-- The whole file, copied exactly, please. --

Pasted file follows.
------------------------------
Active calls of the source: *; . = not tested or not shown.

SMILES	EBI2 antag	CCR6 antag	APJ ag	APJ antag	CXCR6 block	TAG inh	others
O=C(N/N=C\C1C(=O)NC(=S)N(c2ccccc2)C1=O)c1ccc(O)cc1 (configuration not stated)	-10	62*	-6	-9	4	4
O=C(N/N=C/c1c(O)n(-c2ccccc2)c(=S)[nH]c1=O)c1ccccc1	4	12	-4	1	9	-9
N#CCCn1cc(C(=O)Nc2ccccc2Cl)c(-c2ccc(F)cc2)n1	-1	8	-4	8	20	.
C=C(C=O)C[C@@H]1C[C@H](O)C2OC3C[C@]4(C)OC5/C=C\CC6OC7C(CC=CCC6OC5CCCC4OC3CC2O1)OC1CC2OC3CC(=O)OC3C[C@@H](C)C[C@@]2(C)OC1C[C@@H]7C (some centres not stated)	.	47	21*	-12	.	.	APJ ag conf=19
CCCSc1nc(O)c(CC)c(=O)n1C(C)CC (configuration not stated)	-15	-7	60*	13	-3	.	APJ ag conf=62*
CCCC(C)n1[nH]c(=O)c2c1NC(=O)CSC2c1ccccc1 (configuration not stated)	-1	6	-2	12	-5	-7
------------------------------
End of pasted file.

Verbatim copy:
Active calls of the source: *; . = not tested or not shown.

SMILES	EBI2 antag	CCR6 antag	APJ ag	APJ antag	CXCR6 block	TAG inh	others
O=C(N/N=C\C1C(=O)NC(=S)N(c2ccccc2)C1=O)c1ccc(O)cc1 (configuration not stated)	-10	62*	-6	-9	4	4
O=C(N/N=C/c1c(O)n(-c2ccccc2)c(=S)[nH]c1=O)c1ccccc1	4	12	-4	1	9	-9
N#CCCn1cc(C(=O)Nc2ccccc2Cl)c(-c2ccc(F)cc2)n1	-1	8	-4	8	20	.
C=C(C=O)C[C@@H]1C[C@H](O)C2OC3C[C@]4(C)OC5/C=C\CC6OC7C(CC=CCC6OC5CCCC4OC3CC2O1)OC1CC2OC3CC(=O)OC3C[C@@H](C)C[C@@]2(C)OC1C[C@@H]7C (some centres not stated)	.	47	21*	-12	.	.	APJ ag conf=19
CCCSc1nc(O)c(CC)c(=O)n1C(C)CC (configuration not stated)	-15	-7	60*	13	-3	.	APJ ag conf=62*
CCCC(C)n1[nH]c(=O)c2c1NC(=O)CSC2c1ccccc1 (configuration not stated)	-1	6	-2	12	-5	-7